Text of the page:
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zoom Abián B. Socorro, in front of the prize-winning poster, in the sensors’ laboratory of the UPNA

Abián B. Socorro, in front of the prize-winning poster, in the sensors’ laboratory of the UPNA

Abián Bentor Socorro Leránoz, telecommunications engineer and research trainee at the Public University of Navarre (UPNA) has presented research work into the development of optic fibre biosensors with medical applications at the International “Trends in Nanotechnology 2012” Congress, held in Madrid. The organising committee at the Congress awarded the poster presented.

“In this poster”, he explained, “we present an optic fibre biosensor. We are working on the development of this type of biosensor for medical ends and with a novel and competitive technology, because it enables using a diversity of materials and has cheaper costs”. This telecommunications engineer, who has also done a Masters in Biomedical Engineering at the UPNA, is carrying out his PhD, as a research trainee, at the Sensors Laboratory belonging to the Optical Communications and Electronic Applications research team. Also participating in this prize-winning work were UPNA researchers Jesús M. Corres, Ignacio Del Villar, Francisco J. Arregui and Ignacio R. Matías.

A biosensor is an instrument that uses bio-receptors (in this case, antibodies) to detect biological substances of interest. In this work by Mr Socorro the detection of antigens is sought. An antigen is a substance that is foreign to the body and which the immunological system recognises as a threat and to which the system reacts by secreting antibodies. So that the biosensor is effective, the first thing to be done is to functionalise the optic fibre substrate, “To this end we use materials deposited at a nanometric scale and which have a twin role: they do not damage the biological substances with which we are working and they generate the phenomenon which we are interested in measuring”. This phenomenon is a kind of light absorption at certain wavelengths, known as lossy mode resonance (LMR). “Once the antibodies are fixed to the fibre and, as they are detected, the resonance produced in the light propagated through the optic fibre varies in wavelength. This variation we can measure and, in this case, determine the amount of antigens present”.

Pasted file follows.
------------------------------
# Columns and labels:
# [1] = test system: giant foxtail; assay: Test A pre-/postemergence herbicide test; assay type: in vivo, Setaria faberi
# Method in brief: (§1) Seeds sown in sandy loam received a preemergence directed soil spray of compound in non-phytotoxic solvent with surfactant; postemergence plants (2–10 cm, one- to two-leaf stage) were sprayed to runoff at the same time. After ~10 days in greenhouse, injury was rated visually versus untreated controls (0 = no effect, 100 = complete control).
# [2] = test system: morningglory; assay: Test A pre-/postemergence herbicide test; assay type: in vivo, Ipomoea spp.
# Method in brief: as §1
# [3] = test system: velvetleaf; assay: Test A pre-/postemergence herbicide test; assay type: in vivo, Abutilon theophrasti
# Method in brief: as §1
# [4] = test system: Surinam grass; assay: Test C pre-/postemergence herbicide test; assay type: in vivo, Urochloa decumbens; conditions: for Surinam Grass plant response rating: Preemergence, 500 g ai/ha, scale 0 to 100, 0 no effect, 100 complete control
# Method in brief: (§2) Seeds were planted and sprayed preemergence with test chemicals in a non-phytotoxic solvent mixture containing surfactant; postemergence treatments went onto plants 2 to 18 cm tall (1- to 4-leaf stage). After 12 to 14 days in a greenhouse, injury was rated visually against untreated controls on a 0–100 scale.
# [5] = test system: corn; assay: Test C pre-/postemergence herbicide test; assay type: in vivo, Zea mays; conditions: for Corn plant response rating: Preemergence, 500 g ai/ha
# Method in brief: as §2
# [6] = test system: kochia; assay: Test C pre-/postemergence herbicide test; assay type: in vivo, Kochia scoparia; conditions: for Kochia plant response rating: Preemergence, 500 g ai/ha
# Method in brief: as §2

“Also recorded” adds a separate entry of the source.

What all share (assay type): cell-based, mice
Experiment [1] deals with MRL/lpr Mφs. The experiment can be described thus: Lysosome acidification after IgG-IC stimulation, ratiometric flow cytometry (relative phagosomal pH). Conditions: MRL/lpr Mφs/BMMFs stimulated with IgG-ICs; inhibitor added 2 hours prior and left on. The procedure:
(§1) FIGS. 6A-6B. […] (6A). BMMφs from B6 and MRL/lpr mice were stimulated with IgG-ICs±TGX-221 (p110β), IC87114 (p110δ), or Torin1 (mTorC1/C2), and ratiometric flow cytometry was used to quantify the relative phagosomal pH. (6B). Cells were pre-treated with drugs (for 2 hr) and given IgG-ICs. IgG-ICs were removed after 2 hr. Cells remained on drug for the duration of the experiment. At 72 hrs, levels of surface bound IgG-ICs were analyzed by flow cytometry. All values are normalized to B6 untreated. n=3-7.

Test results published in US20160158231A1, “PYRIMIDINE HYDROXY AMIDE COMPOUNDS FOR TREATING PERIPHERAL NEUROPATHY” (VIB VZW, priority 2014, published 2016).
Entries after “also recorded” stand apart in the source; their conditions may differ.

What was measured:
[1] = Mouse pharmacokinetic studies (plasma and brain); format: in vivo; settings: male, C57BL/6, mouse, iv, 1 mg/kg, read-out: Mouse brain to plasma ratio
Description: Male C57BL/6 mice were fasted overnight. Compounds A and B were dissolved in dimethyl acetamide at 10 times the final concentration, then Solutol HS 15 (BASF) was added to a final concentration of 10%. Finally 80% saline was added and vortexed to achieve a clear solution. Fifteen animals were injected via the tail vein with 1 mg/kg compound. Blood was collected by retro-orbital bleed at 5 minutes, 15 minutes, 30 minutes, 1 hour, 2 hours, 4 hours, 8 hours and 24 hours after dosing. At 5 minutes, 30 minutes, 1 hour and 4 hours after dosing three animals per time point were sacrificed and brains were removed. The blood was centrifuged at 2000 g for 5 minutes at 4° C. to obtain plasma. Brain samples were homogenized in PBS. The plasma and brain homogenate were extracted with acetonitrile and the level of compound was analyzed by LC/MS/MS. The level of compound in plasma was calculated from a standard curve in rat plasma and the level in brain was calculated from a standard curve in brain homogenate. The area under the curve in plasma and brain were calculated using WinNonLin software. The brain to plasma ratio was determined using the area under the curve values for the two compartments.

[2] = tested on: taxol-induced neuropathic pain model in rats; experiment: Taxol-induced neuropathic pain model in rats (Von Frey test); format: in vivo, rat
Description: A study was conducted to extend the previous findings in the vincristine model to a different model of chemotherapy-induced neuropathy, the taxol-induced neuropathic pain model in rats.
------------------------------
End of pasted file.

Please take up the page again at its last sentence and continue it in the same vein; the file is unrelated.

In principle, the more antigens detected in the sample, the more advanced the disease. “We see that if you are at an initial or final stage, you will have few antigens and few antibodies, and the resonance will move towards wavelengths close to the reference one. If the stage is more advanced, the concentrations detected will be higher, with which the resonance will change in wavelength very much”, he pointed out.

Novel devices

Today there are devices which undertake this kind of measurement, based on a similar technique. They are highly efficient but also very costly, given the equipment and the materials usually used - noble metals, principally gold. “We are seeking an alternative: using simpler machinery and being able to employ other substances such as polymers, metal oxides, etc., materials which are much less costly. This type of sensor with which we are now working is aimed at medical applications, but it can be used for many things: detecting temperature, humidity, gases, etc. Depending on what we deposit on the substrate, we generate the corresponding resonance and we can create suitable conditions in order to monitor its behaviour depending on what we wish to measure. In fact, there are colleagues currently working on this”.

* Elhuyar translation, published in